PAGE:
* US farm chief sees incremental progress in agriculture
* Business community optimistic on progress in some areas
* US says talks keep stability amid leadership transition
By Doug Palmer
WASHINGTON, Dec 19 The United States expects
only "incremental" progress on longstanding farm trade issues in
high-level talks with China on Wednesday, U.S. Agriculture
Secretary Tom Vilsack said.
"Hopefully we'll be able to get some progress, but it's
incremental. It's slow but sure," Vilsack told reporters after a
speech at the U.S. Chamber of Commerce.
The United States has been pressing China before Wednesday's
U.S-China Joint Commission on Commerce and Trade (JCCT) meeting
to ease restrictions on imports of U.S. meat and horticultural
products that the United States believes are not based on sound
"There's also the issues of biotechnology and the regulatory
process," Vilsack said, referring to delays in Chinese approvals
of new genetically modified crop varieties. "Our hope is that by
the time the meeting ends we have progress on some of those
The JCCT is an annual forum launched in 1983 for the two
countries to address trade and investment concerns.
U.S. Chamber of Commerce official Jamie Waterman said
agriculture was a key concern, on a U.S. laundry list that also
includes market access barriers, intellectual property rights
enforcement and government procurement preferences.
In agriculture, "the absence of product approvals for
roughly a year is a serious concern and has the potential to
create real challenges for China," he said.
The United States is also pressing Beijing to take stronger
action to fight piracy and counterfeiting of U.S. goods and end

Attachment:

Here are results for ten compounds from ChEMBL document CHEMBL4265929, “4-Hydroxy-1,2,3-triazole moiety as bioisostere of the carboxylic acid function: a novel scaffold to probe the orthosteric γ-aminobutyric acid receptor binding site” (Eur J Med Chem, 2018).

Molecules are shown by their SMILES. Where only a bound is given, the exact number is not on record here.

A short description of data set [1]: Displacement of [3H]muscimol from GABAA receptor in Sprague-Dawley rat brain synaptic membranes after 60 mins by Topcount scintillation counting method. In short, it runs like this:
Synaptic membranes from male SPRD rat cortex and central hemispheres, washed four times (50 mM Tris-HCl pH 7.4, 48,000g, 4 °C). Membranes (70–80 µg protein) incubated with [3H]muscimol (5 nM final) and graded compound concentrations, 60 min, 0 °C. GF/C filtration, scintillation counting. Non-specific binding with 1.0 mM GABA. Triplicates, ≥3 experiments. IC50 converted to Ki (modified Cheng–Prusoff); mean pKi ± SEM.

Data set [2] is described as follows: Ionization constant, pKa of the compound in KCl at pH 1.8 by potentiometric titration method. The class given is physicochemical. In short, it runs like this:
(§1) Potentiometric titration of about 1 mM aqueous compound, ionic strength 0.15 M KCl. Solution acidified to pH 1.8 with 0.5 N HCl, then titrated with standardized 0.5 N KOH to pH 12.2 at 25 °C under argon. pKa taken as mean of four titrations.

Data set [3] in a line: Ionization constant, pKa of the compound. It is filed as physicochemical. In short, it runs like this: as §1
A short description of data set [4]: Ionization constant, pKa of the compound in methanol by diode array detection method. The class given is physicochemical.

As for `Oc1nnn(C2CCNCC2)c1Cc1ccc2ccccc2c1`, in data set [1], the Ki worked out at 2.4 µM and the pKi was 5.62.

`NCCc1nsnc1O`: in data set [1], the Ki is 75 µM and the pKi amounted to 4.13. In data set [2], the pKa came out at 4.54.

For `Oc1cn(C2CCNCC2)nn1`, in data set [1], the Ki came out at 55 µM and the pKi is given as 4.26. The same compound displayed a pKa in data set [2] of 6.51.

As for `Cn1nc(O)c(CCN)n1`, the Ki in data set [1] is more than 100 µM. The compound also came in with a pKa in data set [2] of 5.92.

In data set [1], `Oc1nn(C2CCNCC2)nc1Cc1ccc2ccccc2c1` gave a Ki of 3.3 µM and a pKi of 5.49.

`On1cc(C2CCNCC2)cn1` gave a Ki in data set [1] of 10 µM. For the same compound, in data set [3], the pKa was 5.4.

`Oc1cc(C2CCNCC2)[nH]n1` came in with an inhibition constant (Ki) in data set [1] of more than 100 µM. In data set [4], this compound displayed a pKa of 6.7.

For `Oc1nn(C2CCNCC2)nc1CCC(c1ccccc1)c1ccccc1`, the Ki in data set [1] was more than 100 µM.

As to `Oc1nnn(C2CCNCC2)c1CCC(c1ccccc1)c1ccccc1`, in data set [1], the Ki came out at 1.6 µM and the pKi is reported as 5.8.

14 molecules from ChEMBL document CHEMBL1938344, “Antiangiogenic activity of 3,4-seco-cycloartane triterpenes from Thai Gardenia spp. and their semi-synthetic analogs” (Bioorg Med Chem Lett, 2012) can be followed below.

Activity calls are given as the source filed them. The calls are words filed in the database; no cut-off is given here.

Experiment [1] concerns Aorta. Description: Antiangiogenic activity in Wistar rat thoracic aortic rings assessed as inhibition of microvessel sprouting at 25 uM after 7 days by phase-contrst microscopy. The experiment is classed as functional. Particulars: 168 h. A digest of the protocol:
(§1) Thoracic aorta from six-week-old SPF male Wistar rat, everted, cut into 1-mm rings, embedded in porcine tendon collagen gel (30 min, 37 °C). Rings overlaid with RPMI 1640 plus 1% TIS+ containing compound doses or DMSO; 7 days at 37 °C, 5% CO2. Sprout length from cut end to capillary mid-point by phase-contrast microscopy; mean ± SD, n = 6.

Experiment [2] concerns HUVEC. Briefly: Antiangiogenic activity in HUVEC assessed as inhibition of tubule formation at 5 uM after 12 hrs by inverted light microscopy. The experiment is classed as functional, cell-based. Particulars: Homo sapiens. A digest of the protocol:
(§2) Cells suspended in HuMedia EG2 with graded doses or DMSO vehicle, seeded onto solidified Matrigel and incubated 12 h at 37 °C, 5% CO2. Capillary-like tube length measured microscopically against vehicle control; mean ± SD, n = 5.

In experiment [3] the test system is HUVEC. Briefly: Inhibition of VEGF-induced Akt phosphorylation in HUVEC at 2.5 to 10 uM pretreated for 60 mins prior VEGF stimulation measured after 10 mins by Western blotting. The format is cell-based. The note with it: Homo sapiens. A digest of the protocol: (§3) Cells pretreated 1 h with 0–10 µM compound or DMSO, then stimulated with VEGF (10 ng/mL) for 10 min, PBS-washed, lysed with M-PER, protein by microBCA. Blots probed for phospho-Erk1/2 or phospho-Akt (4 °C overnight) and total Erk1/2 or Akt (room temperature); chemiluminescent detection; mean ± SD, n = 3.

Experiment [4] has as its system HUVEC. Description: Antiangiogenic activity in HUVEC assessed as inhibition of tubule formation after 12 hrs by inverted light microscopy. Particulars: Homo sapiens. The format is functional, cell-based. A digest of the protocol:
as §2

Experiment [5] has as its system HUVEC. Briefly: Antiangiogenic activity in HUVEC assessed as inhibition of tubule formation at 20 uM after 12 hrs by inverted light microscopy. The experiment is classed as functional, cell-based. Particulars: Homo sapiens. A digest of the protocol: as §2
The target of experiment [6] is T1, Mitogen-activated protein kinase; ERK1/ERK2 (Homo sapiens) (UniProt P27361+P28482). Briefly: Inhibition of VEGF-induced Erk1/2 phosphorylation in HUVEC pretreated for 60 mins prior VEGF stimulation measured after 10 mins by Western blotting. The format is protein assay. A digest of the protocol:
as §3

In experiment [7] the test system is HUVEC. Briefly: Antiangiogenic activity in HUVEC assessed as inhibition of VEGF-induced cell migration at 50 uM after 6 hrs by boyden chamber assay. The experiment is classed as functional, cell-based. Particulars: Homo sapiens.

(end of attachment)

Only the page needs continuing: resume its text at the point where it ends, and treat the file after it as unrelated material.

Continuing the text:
policies that discriminate against foreign firms or require them
to transfer technology to do business in China.
"We are cautiously optimistic that we will see progress in
at least some of these areas," said Waterman.
China has its own list of concerns, which include U.S.
restrictions on exports of high technology and its active use of
anti-dumping and countervailing duties against imports of
Chinese goods that Washington believes are unfairly priced.
The head of the Chinese delegation, Vice Premier Wang
Qishan, said this week's JCCT convenes in Washington amid a
complicated global economy with multiple factors pointing to
continue slower growth.
"Preserving growth, employment and stability will be the
chief duty of every country," said Wang. He urged the two powers
to use the talks to address mutual concerns and "avoid the
politicization of trade issues."
U.S. Trade Representative Ron Kirk and Acting Commerce
Secretary Rebecca Blank are leading the U.S. delegation.
Kirk said that with ongoing leadership transitions in
Beijing and Washington it was important that working-level
officials hold up "the JCCT as one of the pillars of stability
in this relationship."
"The true success of this plenary will be judged by those
who rely on the JCCT to deliver measurable results that help
stabilize and enhance our trade and investment relationships,"
Vilsack, who is also attending the talks, noted that they
come at a moment of "transition" for both governments.
President Barack Obama is expected to bring in a new
economic team for his second term, which begins in January.
Meanwhile, Chinese Vice President Xi Jinping took helm of
the Chinese Communist Party in November and will take over as
head of state at March at the annual parliament meeting.